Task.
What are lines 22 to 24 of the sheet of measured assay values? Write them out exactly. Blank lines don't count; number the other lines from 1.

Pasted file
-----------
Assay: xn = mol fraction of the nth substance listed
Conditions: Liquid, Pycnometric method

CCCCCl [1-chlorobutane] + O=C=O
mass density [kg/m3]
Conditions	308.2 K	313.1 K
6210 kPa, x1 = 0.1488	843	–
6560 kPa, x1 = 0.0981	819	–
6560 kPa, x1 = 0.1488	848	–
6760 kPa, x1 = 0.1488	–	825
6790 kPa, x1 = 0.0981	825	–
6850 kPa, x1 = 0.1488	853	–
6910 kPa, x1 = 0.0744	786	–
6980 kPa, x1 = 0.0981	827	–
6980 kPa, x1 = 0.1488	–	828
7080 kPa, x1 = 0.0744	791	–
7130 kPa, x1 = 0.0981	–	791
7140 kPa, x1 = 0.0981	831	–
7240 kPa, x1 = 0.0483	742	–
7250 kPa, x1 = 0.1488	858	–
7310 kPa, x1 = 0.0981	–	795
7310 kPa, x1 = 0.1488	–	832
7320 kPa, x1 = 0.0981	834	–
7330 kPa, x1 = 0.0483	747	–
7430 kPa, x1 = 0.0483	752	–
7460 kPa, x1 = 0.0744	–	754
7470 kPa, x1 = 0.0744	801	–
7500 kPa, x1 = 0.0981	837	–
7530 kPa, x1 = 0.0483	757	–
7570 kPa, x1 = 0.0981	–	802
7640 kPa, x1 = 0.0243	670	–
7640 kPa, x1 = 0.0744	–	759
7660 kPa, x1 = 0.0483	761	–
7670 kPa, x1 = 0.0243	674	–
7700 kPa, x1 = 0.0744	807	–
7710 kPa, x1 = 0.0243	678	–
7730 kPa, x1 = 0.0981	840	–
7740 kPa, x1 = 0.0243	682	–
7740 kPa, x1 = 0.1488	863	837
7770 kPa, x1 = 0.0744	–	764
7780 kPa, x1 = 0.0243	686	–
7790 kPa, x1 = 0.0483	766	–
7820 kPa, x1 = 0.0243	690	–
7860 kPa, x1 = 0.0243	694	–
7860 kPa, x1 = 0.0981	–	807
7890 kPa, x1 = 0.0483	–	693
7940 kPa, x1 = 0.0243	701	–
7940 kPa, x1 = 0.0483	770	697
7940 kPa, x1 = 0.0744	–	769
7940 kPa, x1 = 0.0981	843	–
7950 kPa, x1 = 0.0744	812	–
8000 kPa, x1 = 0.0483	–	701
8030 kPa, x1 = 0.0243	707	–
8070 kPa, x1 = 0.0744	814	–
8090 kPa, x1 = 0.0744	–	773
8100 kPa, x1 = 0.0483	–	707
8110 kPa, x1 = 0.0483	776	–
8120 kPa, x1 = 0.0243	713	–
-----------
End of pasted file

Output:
7320 kPa, x1 = 0.0981	834	–
7330 kPa, x1 = 0.0483	747	–
7430 kPa, x1 = 0.0483	752	–